Legislators From States With Legalized Marijuana Push Back on Federal Crackdown
Legislators from states that have legalized marijuana are pushing back against a federal crackdown on the drug, led by U.S. Attorney General Jeff Sessions.
Now that recreational marijuana is legal in Colorado and Washington, employers in those states must determine how to handle employees who fail a drug test after using the drug on their own time.
The Seattle Police Department says it is unlikely it will allow off-duty officers to use marijuana, according to the Associated Press. Sergeant Sean Whitcomb says the department may change its requirement that applicants cannot have used the drug in the previous three years.
The Denver Police Department says it has no immediate plans to change its employment rules. “Marijuana is still illegal at the federal level, so officers would not under any scenario be allowed to use marijuana,” said spokesman John White. He said he was not sure about rules for pre-employment use of the drug.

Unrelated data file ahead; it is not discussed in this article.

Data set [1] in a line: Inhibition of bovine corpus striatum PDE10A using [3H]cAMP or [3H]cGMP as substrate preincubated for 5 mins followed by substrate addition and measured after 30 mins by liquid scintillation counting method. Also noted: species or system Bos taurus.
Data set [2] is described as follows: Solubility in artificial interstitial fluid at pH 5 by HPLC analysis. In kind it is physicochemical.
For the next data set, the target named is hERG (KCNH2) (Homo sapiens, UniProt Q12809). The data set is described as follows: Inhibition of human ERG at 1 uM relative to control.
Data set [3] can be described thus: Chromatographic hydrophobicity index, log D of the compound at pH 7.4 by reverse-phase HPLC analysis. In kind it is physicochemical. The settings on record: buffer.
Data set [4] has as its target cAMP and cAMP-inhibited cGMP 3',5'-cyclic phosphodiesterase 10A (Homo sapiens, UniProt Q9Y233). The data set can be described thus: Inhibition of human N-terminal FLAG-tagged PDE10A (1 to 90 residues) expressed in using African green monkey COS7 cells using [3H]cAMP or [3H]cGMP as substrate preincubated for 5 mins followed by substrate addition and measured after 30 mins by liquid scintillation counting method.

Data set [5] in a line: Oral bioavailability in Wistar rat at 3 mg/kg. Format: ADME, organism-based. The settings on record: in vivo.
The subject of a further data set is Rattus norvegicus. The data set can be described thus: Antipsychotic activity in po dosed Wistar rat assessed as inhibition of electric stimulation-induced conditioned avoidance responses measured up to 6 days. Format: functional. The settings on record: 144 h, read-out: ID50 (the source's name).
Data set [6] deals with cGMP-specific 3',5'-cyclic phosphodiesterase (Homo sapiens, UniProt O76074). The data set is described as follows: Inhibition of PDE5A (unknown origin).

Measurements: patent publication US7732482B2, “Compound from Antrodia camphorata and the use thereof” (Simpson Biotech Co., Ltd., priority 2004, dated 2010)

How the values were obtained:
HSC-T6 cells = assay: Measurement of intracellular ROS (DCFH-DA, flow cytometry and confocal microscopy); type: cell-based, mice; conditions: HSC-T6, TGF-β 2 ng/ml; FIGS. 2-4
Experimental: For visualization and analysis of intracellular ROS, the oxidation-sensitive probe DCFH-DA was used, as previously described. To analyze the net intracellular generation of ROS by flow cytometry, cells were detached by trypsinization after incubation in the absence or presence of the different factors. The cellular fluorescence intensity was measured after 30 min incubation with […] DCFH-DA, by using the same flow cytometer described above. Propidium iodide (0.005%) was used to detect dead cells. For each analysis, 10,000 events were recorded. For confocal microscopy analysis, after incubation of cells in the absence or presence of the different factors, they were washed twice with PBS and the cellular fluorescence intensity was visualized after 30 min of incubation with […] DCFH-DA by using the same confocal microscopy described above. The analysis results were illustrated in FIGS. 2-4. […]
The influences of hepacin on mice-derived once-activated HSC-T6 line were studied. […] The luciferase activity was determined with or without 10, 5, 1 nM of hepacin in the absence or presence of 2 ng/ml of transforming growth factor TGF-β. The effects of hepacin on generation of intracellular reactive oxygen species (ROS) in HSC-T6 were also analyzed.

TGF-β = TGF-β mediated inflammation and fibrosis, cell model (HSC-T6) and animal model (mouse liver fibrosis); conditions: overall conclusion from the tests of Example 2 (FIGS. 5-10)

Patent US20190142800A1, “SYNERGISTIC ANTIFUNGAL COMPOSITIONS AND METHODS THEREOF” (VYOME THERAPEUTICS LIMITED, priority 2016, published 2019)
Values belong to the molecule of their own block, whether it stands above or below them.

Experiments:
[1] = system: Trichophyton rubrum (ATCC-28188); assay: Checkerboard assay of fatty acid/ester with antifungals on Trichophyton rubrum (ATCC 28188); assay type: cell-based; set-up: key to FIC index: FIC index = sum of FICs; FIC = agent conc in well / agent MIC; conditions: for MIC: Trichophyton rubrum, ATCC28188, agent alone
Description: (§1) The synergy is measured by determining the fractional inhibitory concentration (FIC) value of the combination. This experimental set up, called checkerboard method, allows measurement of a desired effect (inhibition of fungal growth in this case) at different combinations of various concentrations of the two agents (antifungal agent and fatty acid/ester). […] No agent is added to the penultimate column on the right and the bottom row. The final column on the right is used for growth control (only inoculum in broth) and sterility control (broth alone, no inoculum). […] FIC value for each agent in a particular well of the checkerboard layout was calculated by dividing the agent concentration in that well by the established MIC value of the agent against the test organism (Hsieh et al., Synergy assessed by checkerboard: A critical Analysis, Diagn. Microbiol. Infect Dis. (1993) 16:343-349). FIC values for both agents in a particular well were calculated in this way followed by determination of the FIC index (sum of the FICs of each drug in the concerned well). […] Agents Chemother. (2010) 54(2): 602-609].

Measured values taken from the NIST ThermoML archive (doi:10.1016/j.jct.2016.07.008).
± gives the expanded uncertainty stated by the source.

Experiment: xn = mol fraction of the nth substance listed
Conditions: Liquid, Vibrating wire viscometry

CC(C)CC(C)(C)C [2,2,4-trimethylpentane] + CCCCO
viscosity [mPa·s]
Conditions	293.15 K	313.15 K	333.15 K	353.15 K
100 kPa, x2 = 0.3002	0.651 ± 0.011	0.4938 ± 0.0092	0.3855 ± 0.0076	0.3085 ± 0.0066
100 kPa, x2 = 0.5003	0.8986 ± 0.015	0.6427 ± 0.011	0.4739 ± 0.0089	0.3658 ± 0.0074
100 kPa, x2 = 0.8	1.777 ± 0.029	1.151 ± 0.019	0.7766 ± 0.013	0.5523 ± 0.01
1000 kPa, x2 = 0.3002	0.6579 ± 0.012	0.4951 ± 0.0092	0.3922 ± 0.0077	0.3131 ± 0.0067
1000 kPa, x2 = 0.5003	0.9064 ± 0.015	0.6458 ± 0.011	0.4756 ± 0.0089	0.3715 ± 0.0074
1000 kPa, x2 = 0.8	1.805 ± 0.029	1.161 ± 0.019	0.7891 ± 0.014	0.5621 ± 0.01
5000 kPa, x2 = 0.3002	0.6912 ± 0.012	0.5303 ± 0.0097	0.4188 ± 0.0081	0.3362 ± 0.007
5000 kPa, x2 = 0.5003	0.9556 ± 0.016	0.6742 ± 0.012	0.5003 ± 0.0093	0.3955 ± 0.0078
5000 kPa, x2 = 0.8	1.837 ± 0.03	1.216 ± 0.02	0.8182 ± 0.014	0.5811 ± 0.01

Employers with federal contracts are especially concerned about how they will be impacted by the new state laws, the article notes. Some employers must conduct drug testing, including those in industries that are regulated by the Departments of Defense, Transportation and Energy.
Companies or agencies that receive federal contracts or grants, including universities that obtain funds from the Department of Education, and police agencies that receive grants from the Department of Justice, must maintain drug-free workplaces.
Boeing Co., one of Washington’s largest private employers, usually requires drug testing before employment, upon reasonable suspicion, or after an accident. According to company spokeswoman Cathy Rudolph, the Washington marijuana law will not change that policy.